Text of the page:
Thursday, June 13, 2024

This is an ARCHIVED article at Information and links may well be out of date.

BBC News reports that new measures to help soldiers who have returned from Iraq and Afghanistan deal with the symptoms of post-traumatic stress are due to be unveiled at the Conservative Party conference:

There will be a 24-hour helpline and extra mental health nurses to support those who have served in the forces.

They are among steps recommended in a report, commissioned by Prime Minister David Cameron.

The measures will be announced by Defence Secretary Liam Fox at the Conservative Party conference.

BBC defence correspondent Jonathan Beale says that although cases of post-traumatic stress disorder (PTSD) among British troops have been relatively low in comparison with American military personnel, the problem is expected to get worse in the long term.

Support networks

Recent research found that one in four of those who fought in Iraq suffered mental health problems, with one in 20 diagnosed with PTSD.

Mr Cameron commissioned the report, focusing on mental health, as part of the Conservatives' commitment to improve care for veterans and serving troops.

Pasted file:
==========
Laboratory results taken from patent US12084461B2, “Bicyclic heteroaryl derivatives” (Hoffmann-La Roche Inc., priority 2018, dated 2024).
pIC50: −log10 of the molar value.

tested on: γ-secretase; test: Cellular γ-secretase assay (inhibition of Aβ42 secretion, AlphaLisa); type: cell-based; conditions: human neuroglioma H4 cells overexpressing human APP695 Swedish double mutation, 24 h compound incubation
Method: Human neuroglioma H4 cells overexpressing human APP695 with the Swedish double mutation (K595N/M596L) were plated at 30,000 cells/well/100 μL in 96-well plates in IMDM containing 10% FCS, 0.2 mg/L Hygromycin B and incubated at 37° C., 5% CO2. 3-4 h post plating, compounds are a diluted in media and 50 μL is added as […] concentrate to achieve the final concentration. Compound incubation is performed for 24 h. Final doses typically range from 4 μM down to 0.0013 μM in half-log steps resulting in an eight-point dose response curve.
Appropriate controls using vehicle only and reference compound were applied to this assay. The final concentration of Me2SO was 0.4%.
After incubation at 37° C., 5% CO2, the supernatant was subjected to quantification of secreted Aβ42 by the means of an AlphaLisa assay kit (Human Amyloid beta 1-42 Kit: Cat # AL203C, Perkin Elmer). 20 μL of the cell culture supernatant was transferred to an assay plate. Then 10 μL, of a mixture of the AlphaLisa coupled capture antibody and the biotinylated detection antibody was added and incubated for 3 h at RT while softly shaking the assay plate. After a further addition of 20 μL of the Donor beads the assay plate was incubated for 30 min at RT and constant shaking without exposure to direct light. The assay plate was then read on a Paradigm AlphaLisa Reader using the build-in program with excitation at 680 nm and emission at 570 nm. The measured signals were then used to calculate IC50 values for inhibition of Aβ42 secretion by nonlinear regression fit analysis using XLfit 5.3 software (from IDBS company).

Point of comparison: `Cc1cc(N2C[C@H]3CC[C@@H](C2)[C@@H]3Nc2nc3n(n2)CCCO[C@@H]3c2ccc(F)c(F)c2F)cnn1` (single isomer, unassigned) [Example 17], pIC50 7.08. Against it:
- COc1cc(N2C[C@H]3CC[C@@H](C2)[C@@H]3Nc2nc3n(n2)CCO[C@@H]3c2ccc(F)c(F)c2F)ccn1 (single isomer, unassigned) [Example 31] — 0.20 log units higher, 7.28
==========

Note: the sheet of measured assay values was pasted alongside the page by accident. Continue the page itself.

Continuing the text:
The findings were made by Conservative MP Andrew Murrison who is himself a veteran of the Iraq War.

Dr Fox will implement two of the report's recommendations immediately - the 24-hour helpline and by employing an additional 30 mental health nurses to work with veterans and serving soldiers.

The Ministry of Defence and Department of Health will also look at improving mental health screening and increasing voluntary support networks for troops who have fought on the front line.

Dr Fox told a fringe meeting at the conference in Birmingham: "In my book, the unacceptably high level of suicide among our veterans is a matter of national shame and it does take priority over any investment in other welfare issues I am looking at."